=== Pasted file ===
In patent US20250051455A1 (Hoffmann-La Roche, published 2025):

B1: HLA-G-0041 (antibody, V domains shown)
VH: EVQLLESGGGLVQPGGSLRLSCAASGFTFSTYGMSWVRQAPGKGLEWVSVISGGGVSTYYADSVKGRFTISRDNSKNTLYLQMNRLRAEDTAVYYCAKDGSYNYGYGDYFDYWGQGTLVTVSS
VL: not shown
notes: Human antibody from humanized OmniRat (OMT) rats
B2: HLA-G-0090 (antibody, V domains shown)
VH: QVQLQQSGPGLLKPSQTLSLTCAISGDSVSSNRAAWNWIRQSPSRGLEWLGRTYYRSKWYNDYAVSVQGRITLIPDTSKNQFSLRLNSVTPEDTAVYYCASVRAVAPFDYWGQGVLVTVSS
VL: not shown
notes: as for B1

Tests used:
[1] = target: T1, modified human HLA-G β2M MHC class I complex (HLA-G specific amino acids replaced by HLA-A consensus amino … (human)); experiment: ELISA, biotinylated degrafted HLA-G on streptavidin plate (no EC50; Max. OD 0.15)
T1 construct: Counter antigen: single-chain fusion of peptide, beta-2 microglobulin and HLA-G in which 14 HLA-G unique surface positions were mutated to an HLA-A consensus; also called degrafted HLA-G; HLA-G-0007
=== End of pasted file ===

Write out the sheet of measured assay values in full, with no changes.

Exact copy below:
In patent US20250051455A1 (Hoffmann-La Roche, published 2025):

B1: HLA-G-0041 (antibody, V domains shown)
VH: EVQLLESGGGLVQPGGSLRLSCAASGFTFSTYGMSWVRQAPGKGLEWVSVISGGGVSTYYADSVKGRFTISRDNSKNTLYLQMNRLRAEDTAVYYCAKDGSYNYGYGDYFDYWGQGTLVTVSS
VL: not shown
notes: Human antibody from humanized OmniRat (OMT) rats
B2: HLA-G-0090 (antibody, V domains shown)
VH: QVQLQQSGPGLLKPSQTLSLTCAISGDSVSSNRAAWNWIRQSPSRGLEWLGRTYYRSKWYNDYAVSVQGRITLIPDTSKNQFSLRLNSVTPEDTAVYYCASVRAVAPFDYWGQGVLVTVSS
VL: not shown
notes: as for B1

Tests used:
[1] = target: T1, modified human HLA-G β2M MHC class I complex (HLA-G specific amino acids replaced by HLA-A consensus amino … (human)); experiment: ELISA, biotinylated degrafted HLA-G on streptavidin plate (no EC50; Max. OD 0.15)
T1 construct: Counter antigen: single-chain fusion of peptide, beta-2 microglobulin and HLA-G in which 14 HLA-G unique surface positions were mutated to an HLA-A consensus; also called degrafted HLA-G; HLA-G-0007